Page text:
What kind of material is radiocarbon dating used on


The sample-context relationship is not always straightforward.Date of a sample pre-dates the context it is found.The proportion of carbon 14 in the sample examined provides an indication of the time elapsed since death of the sample’s source.Radiocarbon dating results are reported in uncalibrated years BP (Before Present), where BP is defined as AD 1950.Anthropologists can describe a people’s physical character, culture, and environmental and social relations.Archaeologists, on the other hand, provide proof of authenticity of a certain artifact or debunk historical or anthropological findings.Calibration is then done to convert BP years into calendar years.



Glass containers can be used when storing radiocarbon dating samples, but they are susceptible to breakage and can be impractical when dealing with large samples.It is important that the radiocarbon scientists and archaeologists agree on the sampling strategy before starting the excavation so time, effort, and resources will not be wasted and meaningful result will be produced after the carbon dating process.It must be stressed that archaeologists need to interact with radiocarbon laboratories first before excavation due to several factors.It is in knowing what made past cultures cease to exist that could provide the key in making sure that history does not repeat itself.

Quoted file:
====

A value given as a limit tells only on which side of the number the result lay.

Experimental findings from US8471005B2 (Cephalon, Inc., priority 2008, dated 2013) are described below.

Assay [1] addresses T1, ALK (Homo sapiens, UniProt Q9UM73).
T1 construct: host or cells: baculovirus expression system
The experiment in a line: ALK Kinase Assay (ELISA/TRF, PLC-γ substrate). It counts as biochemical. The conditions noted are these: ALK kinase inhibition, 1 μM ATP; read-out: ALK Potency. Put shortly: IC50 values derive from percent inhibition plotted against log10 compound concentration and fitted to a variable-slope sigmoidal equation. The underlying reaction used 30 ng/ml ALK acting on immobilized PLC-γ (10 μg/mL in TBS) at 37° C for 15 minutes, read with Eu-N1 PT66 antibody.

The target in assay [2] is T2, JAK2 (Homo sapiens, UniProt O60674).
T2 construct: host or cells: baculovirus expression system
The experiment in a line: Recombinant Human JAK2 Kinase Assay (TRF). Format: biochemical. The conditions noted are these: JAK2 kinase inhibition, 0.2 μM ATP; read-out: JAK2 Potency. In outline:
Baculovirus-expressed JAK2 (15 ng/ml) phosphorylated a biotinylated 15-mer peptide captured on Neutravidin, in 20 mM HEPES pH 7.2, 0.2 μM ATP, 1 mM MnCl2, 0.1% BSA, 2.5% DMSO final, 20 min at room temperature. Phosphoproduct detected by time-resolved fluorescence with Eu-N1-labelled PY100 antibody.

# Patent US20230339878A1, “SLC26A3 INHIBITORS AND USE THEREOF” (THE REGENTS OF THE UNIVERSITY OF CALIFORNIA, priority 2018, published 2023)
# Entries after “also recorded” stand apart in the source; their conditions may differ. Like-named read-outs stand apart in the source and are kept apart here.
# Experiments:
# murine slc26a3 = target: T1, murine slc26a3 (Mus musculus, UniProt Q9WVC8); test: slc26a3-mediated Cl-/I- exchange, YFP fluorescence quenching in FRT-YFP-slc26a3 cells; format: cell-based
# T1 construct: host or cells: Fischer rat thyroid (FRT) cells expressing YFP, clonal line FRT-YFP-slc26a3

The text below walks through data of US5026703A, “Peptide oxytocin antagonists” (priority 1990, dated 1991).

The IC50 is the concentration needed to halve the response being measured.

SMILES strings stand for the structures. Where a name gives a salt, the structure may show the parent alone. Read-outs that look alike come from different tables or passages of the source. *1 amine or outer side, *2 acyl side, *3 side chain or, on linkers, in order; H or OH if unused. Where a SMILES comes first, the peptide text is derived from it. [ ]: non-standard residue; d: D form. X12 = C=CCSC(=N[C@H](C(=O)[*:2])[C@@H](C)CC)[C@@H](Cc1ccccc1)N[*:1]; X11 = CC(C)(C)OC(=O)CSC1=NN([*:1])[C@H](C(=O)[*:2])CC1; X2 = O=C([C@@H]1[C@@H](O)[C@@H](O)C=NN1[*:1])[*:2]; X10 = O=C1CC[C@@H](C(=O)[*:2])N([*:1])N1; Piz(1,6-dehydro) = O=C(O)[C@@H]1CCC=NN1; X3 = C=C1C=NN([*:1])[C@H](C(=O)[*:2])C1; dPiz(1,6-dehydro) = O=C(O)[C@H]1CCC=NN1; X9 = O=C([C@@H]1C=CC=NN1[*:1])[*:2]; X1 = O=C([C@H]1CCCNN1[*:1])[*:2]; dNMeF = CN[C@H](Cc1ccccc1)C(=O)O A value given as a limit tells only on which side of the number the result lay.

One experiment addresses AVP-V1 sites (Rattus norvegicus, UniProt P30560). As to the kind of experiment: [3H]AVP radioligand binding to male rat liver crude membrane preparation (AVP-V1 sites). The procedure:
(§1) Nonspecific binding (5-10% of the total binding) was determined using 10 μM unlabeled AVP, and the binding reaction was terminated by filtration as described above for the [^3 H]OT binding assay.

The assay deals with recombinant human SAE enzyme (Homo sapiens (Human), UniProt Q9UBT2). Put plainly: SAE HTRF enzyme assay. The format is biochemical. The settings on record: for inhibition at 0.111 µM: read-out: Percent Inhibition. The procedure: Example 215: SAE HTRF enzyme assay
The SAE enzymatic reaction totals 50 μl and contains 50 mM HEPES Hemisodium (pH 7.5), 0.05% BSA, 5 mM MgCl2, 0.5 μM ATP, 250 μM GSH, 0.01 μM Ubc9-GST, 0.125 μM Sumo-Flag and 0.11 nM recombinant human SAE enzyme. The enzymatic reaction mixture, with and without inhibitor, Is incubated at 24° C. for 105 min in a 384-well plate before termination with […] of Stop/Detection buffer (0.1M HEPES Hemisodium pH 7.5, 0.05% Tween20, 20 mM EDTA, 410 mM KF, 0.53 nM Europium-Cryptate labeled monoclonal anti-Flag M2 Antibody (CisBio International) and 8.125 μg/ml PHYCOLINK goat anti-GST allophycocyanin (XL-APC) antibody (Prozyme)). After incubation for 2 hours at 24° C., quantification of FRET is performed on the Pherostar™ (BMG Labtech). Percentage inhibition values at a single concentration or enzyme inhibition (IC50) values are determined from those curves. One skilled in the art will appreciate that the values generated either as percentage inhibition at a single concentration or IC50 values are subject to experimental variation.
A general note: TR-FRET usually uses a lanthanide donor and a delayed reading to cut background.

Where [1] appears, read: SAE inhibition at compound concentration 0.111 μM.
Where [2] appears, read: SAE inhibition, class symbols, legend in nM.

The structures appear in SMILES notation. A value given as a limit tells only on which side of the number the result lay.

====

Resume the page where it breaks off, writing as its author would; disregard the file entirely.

Over the years, archaeology has uncovered information about past cultures that would have been left unknown had it not been with the help of such technologies as radiocarbon dating, dendrochronology, archaeomagnetic dating, fluoride dating, luminescence dating, and obsidian hydration analysis, among others.

Before deciding on using carbon dating as an analytical method, an archaeologist must first make sure that the results of radiocarbon dating after calibration can provide the needed answers to the archaeological questions asked.